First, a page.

The unemployment rate currently stands at around 10 percent, which Paulson said was "the best possible outcome." He said he did not like the idea of a bank bailout but considered it crucial to save the economy.
"What was very hard for me was advocating things that I hated," he said. "And having to defend them to members of Congress that found it repugnant to have the government have ownership positions or put equity in banks."
Congress, however, was not willing to go along with the plan, Paulson said, unless he would be able to sell the idea to the American people.
"They wanted us to tell the American people how bad things could get," Paulson said. "I shuddered, because I thought, to the extent we scared people, it was going to make the crisis worse."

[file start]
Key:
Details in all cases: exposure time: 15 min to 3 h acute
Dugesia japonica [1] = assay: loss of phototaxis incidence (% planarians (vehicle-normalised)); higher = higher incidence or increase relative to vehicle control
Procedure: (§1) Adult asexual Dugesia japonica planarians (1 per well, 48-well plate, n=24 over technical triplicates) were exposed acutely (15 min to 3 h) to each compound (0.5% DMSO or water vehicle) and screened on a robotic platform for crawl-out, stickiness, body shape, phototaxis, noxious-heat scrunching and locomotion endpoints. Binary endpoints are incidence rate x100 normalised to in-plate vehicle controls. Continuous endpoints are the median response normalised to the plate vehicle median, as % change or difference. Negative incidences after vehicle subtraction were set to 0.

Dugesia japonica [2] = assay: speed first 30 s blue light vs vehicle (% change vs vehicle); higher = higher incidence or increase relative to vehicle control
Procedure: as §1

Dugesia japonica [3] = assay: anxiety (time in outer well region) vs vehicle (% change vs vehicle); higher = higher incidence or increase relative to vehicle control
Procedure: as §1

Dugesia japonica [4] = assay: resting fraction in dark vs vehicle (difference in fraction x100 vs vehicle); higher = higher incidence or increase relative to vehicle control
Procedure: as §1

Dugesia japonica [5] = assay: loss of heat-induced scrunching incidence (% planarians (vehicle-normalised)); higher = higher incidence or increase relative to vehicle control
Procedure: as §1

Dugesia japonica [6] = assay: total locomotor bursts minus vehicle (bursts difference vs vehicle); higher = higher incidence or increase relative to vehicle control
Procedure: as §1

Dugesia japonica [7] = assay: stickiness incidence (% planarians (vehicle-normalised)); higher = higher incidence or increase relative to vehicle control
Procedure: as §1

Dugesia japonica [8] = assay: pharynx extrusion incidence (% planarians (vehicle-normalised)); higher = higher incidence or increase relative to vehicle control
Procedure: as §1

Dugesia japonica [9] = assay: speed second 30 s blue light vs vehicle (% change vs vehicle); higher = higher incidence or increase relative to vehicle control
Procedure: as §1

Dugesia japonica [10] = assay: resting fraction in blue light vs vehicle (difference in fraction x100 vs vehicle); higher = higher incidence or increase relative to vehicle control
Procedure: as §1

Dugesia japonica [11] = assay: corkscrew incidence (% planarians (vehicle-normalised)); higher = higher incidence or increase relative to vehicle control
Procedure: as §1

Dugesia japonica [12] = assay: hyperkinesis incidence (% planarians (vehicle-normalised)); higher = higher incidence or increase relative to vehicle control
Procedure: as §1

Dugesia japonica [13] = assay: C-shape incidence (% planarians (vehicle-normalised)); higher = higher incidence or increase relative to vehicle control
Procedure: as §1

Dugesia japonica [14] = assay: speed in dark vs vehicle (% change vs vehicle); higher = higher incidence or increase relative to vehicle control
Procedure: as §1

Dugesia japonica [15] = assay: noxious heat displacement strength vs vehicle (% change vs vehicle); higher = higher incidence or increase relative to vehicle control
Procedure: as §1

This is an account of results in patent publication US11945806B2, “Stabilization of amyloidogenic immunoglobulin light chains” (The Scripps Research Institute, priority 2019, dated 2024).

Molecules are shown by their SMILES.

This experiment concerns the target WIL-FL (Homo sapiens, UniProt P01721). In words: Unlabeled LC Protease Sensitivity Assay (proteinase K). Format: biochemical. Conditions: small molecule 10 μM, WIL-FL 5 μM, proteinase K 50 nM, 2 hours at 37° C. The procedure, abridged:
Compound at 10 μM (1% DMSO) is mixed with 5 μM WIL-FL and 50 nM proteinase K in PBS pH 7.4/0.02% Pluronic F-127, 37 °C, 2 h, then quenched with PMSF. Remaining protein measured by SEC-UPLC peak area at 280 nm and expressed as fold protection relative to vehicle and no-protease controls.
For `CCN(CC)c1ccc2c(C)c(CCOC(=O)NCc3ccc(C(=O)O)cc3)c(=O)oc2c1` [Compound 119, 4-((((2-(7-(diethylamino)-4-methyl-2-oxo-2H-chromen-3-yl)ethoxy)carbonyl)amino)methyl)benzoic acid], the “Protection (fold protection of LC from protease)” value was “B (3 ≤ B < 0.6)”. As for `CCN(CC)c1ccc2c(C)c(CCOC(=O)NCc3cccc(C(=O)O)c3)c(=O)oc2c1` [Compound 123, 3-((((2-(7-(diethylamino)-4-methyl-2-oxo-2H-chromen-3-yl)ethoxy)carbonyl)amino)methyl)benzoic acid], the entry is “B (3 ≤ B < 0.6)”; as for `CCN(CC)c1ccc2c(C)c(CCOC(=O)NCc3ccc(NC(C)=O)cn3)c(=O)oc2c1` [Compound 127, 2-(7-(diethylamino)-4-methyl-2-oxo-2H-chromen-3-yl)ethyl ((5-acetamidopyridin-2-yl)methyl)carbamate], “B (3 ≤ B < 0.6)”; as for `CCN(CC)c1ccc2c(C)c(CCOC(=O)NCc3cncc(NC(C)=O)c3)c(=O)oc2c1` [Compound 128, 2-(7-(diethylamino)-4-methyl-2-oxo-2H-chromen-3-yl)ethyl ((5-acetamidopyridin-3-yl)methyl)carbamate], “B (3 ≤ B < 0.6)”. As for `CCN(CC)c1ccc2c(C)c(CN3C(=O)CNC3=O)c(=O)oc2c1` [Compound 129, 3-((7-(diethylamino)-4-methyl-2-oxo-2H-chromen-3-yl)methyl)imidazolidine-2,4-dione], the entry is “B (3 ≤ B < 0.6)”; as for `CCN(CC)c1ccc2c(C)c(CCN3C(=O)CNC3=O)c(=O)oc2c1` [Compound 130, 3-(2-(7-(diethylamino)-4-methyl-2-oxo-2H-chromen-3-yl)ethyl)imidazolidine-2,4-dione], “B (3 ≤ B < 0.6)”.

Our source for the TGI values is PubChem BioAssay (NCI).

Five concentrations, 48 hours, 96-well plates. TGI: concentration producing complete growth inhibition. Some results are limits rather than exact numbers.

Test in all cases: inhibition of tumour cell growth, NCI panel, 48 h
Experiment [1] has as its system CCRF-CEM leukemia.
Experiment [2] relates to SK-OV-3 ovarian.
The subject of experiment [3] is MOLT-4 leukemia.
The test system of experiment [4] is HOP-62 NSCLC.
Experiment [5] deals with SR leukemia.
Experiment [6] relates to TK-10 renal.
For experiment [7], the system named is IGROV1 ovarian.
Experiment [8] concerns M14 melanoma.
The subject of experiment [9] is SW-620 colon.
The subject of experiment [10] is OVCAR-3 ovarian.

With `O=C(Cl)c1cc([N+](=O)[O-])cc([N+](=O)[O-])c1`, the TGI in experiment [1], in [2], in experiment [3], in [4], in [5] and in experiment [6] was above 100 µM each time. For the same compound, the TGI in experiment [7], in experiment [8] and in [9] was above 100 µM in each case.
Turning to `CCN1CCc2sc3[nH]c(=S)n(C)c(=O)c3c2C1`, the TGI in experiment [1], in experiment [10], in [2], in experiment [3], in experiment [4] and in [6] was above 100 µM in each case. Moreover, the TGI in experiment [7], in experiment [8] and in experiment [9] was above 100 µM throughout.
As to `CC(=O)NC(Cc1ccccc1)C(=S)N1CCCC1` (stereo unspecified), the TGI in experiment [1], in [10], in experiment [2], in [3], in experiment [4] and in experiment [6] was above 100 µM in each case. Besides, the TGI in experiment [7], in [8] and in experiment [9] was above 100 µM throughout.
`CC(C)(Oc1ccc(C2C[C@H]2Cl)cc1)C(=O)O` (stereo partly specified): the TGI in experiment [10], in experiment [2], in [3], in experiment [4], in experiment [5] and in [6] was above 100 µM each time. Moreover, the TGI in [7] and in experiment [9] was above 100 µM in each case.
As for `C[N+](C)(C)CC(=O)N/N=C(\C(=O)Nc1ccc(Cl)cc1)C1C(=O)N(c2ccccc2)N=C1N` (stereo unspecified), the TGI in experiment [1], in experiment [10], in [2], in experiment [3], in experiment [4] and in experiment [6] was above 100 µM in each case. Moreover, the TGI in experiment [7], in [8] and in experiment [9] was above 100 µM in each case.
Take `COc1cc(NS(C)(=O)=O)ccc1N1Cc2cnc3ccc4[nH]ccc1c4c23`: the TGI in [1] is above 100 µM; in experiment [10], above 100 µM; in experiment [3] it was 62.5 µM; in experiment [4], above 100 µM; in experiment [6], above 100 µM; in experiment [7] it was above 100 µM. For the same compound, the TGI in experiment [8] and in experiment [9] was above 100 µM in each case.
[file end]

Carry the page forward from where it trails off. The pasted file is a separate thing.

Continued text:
He says he faced an "awful reality."
"I believe that if the system collapsed, we easily could've seen unemployment of 25 percent," he said. "I think we came very, very close."
Paulson, who previously served as the Chairman and CEO of Goldman Sachs, commended the Obama administration for the steps it is taking to fix the financial system. The administration, including Federal Reserve Chairman Ben Bernanke, has come under intense criticism for the bank bailout. Bernanke won confirmation for a second term Thursday, but only by the closest vote.
Paulson said, however, a better financial regulatory system must be established.
"We need a regulator responsible for risks across the entire system," he said.